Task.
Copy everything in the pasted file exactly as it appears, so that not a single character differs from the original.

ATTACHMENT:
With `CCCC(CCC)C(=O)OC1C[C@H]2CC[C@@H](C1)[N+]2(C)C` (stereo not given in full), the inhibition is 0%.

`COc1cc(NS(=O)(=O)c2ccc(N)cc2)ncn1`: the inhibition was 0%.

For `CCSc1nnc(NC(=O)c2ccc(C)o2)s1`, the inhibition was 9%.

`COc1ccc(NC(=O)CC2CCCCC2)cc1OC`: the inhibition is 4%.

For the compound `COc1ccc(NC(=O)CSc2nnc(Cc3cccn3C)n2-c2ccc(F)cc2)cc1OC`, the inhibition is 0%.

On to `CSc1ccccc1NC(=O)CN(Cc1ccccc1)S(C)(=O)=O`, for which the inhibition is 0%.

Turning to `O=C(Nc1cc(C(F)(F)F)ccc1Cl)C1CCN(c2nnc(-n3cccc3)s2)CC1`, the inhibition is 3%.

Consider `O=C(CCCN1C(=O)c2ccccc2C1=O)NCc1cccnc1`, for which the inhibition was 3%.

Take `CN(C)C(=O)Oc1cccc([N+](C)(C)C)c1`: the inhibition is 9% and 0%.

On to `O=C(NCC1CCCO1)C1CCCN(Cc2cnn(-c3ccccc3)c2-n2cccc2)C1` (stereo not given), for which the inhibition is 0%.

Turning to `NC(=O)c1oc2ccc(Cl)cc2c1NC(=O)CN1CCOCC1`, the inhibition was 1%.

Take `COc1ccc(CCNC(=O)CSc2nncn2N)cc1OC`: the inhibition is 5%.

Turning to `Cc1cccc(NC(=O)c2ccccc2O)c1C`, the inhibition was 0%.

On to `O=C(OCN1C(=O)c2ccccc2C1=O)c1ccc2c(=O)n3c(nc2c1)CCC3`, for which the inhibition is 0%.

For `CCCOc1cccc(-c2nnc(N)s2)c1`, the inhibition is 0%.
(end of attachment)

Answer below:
With `CCCC(CCC)C(=O)OC1C[C@H]2CC[C@@H](C1)[N+]2(C)C` (stereo not given in full), the inhibition is 0%.

`COc1cc(NS(=O)(=O)c2ccc(N)cc2)ncn1`: the inhibition was 0%.

For `CCSc1nnc(NC(=O)c2ccc(C)o2)s1`, the inhibition was 9%.

`COc1ccc(NC(=O)CC2CCCCC2)cc1OC`: the inhibition is 4%.

For the compound `COc1ccc(NC(=O)CSc2nnc(Cc3cccn3C)n2-c2ccc(F)cc2)cc1OC`, the inhibition is 0%.

On to `CSc1ccccc1NC(=O)CN(Cc1ccccc1)S(C)(=O)=O`, for which the inhibition is 0%.

Turning to `O=C(Nc1cc(C(F)(F)F)ccc1Cl)C1CCN(c2nnc(-n3cccc3)s2)CC1`, the inhibition is 3%.

Consider `O=C(CCCN1C(=O)c2ccccc2C1=O)NCc1cccnc1`, for which the inhibition was 3%.

Take `CN(C)C(=O)Oc1cccc([N+](C)(C)C)c1`: the inhibition is 9% and 0%.

On to `O=C(NCC1CCCO1)C1CCCN(Cc2cnn(-c3ccccc3)c2-n2cccc2)C1` (stereo not given), for which the inhibition is 0%.

Turning to `NC(=O)c1oc2ccc(Cl)cc2c1NC(=O)CN1CCOCC1`, the inhibition was 1%.

Take `COc1ccc(CCNC(=O)CSc2nncn2N)cc1OC`: the inhibition is 5%.

Turning to `Cc1cccc(NC(=O)c2ccccc2O)c1C`, the inhibition was 0%.

On to `O=C(OCN1C(=O)c2ccccc2C1=O)c1ccc2c(=O)n3c(nc2c1)CCC3`, for which the inhibition is 0%.

For `CCCOc1cccc(-c2nnc(N)s2)c1`, the inhibition is 0%.